Despite these obstacles to our human agency it is extremely important that we pass this ability and willingness to influence their own destinies along to the next generation. In a paper published by the Gordan Commission on the Future Assessment of Education, the authors, Ana Mari Cauce and Edmund Gordan claim that “perhaps one of the most important outcomes of schooling or education, whether it is a direct goal or not, is to make sure that youth, whether privileged or disadvantaged, understand this link between the exertion of effort, aiming for goals beyond oneself, and true happiness or fulfillment.”[2]

Even when our ability to express our own agency has been severely limited by outside forces, there still remains within us, ways of expressing our agency. We see this in the insight of  concentration camp survivor, Victor Frankl, who wrote, “Everything can be taken from a [man] person but one thing, the last of the human freedoms—to choose one’s attitude in any given set of circumstances, to choose one’s own way.

In this example, Austrian neurologist and psychiatrist Frankl who survived the Nazi concentration camp while most of his family died, states a fundamental part of his approach to physiological healing. As I understand it, his method seeks to empower human beings to seek and create their own meaning for their lives.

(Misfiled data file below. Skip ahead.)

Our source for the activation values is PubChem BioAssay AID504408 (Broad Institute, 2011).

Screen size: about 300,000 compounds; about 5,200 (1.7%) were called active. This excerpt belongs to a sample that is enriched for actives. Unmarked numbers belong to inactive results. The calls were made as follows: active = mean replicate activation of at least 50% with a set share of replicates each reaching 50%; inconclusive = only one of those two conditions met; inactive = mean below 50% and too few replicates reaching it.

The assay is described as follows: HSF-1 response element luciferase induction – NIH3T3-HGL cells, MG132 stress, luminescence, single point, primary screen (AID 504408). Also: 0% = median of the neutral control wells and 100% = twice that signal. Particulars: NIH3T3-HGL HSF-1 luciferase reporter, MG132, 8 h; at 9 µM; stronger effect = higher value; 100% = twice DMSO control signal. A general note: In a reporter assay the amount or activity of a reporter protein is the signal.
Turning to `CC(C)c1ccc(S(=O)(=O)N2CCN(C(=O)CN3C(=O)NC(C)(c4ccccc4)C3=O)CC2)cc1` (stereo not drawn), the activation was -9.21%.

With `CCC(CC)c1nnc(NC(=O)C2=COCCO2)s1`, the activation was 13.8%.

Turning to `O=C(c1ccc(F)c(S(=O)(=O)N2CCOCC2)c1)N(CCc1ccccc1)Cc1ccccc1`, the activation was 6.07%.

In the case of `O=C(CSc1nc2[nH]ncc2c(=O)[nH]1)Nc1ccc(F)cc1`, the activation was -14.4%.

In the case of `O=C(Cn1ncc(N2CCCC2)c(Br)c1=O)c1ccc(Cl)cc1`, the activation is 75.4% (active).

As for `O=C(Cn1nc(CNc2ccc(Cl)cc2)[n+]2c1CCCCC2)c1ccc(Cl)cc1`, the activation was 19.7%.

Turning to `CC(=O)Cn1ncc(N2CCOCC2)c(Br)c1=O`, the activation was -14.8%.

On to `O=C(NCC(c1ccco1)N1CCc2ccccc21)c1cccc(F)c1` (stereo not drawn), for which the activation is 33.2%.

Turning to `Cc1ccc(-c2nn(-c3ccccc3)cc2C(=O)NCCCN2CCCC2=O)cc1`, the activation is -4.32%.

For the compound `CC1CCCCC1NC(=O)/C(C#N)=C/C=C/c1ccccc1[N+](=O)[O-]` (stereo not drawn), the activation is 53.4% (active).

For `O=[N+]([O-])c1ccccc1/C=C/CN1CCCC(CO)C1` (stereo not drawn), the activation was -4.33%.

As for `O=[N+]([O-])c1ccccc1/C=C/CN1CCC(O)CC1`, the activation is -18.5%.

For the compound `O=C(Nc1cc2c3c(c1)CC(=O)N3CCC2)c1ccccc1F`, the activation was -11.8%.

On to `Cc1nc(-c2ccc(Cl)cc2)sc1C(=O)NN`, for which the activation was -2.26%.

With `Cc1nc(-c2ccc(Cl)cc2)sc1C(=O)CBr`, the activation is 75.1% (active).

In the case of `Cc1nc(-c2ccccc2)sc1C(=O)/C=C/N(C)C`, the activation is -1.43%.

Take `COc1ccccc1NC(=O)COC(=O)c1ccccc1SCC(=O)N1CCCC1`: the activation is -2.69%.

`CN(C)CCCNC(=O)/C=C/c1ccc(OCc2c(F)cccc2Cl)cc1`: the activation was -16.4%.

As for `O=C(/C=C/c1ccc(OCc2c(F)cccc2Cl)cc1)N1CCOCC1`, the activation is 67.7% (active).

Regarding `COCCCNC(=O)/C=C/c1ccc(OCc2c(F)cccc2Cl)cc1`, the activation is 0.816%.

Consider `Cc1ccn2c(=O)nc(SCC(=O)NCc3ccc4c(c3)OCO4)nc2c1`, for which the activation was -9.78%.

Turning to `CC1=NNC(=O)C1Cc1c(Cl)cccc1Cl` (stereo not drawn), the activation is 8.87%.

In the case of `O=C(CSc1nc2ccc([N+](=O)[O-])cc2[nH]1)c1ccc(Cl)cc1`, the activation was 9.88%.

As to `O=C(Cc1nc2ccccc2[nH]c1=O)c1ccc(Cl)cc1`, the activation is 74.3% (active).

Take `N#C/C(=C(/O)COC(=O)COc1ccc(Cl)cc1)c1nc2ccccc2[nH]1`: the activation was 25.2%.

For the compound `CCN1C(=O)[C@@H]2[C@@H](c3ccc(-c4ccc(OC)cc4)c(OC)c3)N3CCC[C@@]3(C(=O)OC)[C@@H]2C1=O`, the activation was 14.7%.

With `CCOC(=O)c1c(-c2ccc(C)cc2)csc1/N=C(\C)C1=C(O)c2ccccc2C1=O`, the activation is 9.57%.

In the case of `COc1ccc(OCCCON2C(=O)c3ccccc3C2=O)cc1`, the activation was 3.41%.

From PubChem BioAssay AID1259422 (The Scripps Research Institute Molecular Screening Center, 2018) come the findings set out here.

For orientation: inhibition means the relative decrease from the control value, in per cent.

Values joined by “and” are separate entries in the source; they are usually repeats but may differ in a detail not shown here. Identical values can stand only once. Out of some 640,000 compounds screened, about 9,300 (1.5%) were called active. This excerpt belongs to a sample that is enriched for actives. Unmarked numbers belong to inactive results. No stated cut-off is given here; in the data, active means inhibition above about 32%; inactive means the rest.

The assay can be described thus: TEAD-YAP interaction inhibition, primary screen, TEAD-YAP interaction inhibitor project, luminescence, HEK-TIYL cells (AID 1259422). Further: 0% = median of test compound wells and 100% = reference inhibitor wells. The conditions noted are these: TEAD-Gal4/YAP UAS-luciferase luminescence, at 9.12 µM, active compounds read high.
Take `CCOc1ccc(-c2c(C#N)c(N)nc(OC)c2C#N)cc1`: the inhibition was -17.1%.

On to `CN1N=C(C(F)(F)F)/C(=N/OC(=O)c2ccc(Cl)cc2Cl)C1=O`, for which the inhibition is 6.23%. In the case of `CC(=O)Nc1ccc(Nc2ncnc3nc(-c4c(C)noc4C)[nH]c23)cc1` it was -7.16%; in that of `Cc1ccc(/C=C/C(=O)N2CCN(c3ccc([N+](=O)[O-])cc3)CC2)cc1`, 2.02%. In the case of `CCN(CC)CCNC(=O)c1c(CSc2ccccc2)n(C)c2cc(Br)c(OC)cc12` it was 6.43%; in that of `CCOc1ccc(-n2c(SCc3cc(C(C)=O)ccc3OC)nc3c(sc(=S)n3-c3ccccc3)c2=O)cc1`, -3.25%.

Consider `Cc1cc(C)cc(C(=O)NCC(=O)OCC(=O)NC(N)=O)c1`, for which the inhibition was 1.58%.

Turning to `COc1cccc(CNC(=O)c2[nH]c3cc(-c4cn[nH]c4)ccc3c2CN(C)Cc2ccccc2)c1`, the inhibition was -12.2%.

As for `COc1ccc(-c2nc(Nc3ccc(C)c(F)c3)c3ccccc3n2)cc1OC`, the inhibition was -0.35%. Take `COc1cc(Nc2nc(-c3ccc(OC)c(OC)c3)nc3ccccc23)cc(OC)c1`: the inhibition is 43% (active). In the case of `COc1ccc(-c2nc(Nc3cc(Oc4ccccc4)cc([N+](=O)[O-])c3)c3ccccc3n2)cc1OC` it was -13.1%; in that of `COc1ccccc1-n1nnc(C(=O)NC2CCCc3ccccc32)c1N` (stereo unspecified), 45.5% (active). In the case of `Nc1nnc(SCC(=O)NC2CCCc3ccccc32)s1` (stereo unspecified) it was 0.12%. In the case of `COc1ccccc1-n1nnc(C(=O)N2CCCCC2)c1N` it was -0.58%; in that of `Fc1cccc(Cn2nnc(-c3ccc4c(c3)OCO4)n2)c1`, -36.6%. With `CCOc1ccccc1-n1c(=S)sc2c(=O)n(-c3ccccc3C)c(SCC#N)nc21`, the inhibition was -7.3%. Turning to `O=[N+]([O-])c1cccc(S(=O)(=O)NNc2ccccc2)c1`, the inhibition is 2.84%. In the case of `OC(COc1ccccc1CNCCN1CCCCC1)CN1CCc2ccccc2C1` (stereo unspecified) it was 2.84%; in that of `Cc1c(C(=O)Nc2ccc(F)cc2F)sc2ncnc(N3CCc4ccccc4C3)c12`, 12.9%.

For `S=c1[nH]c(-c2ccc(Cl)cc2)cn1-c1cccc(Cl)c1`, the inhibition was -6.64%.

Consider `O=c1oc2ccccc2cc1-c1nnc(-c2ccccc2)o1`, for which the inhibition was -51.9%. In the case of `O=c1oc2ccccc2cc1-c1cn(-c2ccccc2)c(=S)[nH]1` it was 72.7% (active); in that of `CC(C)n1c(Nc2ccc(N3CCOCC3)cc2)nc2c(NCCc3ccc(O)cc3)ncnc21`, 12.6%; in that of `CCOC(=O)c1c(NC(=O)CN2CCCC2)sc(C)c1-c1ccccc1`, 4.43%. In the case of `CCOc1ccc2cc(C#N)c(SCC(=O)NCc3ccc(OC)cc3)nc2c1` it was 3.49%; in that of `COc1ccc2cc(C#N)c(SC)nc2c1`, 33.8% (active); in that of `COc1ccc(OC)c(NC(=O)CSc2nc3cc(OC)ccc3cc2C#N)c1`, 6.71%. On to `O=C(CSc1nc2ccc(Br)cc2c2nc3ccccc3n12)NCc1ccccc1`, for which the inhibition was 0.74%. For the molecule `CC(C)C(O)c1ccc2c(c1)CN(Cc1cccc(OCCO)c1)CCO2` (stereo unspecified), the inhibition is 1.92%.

Our own actions have direct correlation to the outcomes of our lives. It seems so simple, but it is not, as I already explained there are a number of factors that can dilute the effects of our actions. However, there are sometimes in which we allow negatively to affect our outcomes, needlessly.

Again, the Gordan paper says, “Those with a strong sense of perceived self-efficacy are most likely to persist in the face of initial failure. They are more likely to attribute failure to lack of effort, while those with lower levels of self-efficacy view failure as stemming from a lack of ability, and so are less likely to persist.”[3]

Even in the face of failure, a strong sense of one’s own agency can give a person the persistence to continue fight toward their goals. If you believe you can chart your own course, when you fail….when you miss your mark… do not think it is because you can’t do it, you think it is because you did not try hard enough.